Overall, this study suggests that higher experiential avoidance may be a barrier to using exposure therapy and evidence-based practices.

Check out the article!

If you’re a member of the Association for Contextual Behavioral Science, you can download a copy of the article here if you log into your account.

Why Understanding Theory is Important in Conducting Exposure Therapy

Why Understanding Theory is Important in Conducting Exposure Therapy

In a special issue of Behavior Therapy on “The Theory-Practice Gap in Cognitive Behavior Therapy,” Jonathan Abramowitz, PhD, authored an interesting paper on the importance of understanding theory when doing exposure therapy. Dr. Abramowitz is a well-respected OCD researcher, and I was attracted to this article as part of my ongoing interest in exposure therapy.

The article is lucid, well-written, and I think would be of value to anyone beginning to work with exposure therapy. He offers anecdotes about where therapists go wrong and makes a good argument for why understanding theory enhances exposure therapy. Dr. Abramowitz writes from a strictly cognitive behavior perspective, so this work does not cover exposure in Acceptance and Commitment Therapy, something I’ve been writing about; however, he does cover the controversy with the emotional processing theory and why habituation is not a good marker of learning.

The point that struck me most in this piece is the importance of being able to convey to the client why exposure is important. This is something that has been increasingly apparent to me—in particular, in working with people with OCD—but which I had not quite put the words to. When you’re asking someone to do scary things, it’s vital for people to understand the reasons. More importantly, understanding the theory behind exposure helps clients to become exceptional collaborators, in my experience.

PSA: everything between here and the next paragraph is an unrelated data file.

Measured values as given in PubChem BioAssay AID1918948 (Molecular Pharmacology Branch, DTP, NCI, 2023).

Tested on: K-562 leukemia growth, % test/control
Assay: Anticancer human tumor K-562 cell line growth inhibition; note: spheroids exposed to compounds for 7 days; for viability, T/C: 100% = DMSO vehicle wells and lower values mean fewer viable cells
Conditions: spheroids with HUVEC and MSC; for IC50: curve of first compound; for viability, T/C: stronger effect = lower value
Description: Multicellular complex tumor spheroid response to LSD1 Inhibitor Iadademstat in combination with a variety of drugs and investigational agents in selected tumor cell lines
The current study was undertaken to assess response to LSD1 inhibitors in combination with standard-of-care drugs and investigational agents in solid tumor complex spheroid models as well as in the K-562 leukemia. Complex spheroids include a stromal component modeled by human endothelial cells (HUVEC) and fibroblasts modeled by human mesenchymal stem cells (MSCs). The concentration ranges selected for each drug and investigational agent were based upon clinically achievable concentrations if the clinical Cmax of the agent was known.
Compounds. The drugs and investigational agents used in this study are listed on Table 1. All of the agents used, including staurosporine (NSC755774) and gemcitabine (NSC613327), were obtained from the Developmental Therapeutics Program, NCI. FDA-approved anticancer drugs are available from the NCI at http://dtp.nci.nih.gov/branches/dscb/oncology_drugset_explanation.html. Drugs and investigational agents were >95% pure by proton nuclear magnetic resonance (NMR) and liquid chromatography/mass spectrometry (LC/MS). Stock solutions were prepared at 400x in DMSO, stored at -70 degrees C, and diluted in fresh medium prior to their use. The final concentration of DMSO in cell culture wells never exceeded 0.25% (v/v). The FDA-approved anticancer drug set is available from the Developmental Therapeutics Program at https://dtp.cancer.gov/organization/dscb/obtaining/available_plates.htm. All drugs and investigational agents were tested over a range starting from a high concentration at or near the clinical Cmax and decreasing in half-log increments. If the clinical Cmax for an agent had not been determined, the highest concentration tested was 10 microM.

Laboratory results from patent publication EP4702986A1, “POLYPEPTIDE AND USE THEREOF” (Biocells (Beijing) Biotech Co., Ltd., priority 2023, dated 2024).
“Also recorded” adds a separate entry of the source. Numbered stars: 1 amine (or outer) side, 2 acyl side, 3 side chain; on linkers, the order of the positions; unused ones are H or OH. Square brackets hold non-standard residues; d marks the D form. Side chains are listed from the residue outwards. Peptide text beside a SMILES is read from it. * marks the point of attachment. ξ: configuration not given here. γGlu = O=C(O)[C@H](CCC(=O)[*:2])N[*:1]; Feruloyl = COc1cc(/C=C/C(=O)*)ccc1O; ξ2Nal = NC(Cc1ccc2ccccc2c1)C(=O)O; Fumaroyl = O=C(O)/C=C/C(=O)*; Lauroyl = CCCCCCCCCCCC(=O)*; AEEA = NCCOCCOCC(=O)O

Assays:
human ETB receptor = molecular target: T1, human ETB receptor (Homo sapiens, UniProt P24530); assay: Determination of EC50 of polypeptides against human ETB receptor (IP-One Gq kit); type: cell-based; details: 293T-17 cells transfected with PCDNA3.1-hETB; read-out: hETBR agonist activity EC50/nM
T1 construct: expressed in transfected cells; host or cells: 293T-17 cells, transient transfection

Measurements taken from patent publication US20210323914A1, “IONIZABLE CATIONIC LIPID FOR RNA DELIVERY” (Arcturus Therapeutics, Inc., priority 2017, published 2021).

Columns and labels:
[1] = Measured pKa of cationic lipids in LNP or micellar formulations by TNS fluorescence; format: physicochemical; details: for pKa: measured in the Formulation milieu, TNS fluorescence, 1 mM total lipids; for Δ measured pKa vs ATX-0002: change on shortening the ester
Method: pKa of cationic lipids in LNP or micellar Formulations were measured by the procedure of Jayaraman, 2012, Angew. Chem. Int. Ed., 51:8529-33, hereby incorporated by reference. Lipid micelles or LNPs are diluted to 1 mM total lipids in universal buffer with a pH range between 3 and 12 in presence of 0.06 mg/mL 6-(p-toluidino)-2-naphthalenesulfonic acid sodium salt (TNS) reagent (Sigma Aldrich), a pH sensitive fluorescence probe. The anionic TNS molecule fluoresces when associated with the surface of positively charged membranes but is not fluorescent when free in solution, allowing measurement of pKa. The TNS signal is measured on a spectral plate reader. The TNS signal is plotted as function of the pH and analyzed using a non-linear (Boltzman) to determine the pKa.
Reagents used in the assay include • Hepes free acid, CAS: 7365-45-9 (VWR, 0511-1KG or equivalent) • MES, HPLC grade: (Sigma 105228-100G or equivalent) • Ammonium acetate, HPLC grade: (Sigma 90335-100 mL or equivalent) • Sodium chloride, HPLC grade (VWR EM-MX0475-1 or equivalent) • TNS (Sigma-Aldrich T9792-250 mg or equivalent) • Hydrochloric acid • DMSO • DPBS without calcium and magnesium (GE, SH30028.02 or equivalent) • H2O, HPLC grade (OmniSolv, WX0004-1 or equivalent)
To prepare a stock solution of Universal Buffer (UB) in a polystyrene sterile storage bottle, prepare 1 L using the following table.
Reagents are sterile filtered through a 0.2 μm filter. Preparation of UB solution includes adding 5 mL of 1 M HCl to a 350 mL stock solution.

Recently, I was working with a client with OCD in coming up with a particular exposure for her harm-related obsessions. Without any prompting from me, she anticipated a likely safety behavior (e.g., looking behind her to see if she had inadvertently hurt someone) that she predicted she would need to deliberately block. I was so focused on designing the exposure that I hadn’t even thought to ask about safety behaviors until she brought it up. She could not have done so if she hadn’t understood the theory behind what we were doing. I had another client create and implement his own exposure exercise that was right on when something unexpected came up between sessions! Understanding theory is especially helpful for clients engaging in spontaneous exposure when appropriate situations come up.

Because the article is straightforward and engagingly written, there’s no point in offering a summary here. If you’re interested in reading it for yourself, I found a free pdf available here.

Cognitive Behavioral Therapy Superior to Antipsychotics for OCD

Cognitive Behavioral Therapy Superior to Antipsychotics for OCD

A practice I’m seeing more often that concerns me is the addition of antipsychotic medications on top of antidepressants when the antidepressants aren’t working. If someone isn’t showing improvement on an antidepressant alone, a prescriber may add an antipsychotic medication—the idea being it will increase the effectiveness of the antidepressant. The research for this is a little questionable, especially as the side effects for antipsychotics can be pretty bad. I’ve felt strongly enough about this issue that I wrote an editorial about it that the Oregonian published in 2012.

Antipsychotics and obsessive-compulsive disorder

In previous post, I wrote about a study that found that giving an antipsychotic in people with posttraumatic stress disorder (PTSD) provided no additional improvement. A recent study looked at whether adding an antipsychotic medication would be helpful to people with obsessive-compulsive disorder (OCD). Results are extremely clear that the answer is, “No!”

As I’ve written before, the most effective treatment for OCD is cognitive behavioral therapy (CBT) with exposure and response (or ritual) prevention (EX/RP). (Note: in other posts, I abbreviate exposure and response prevention as “ERP” but use “EX/RP” here to remain consistent with the article.) There is some research that suggests that antidepressant medication can have a small impact on OCD-related problems, but EX/RP remains the gold standard treatment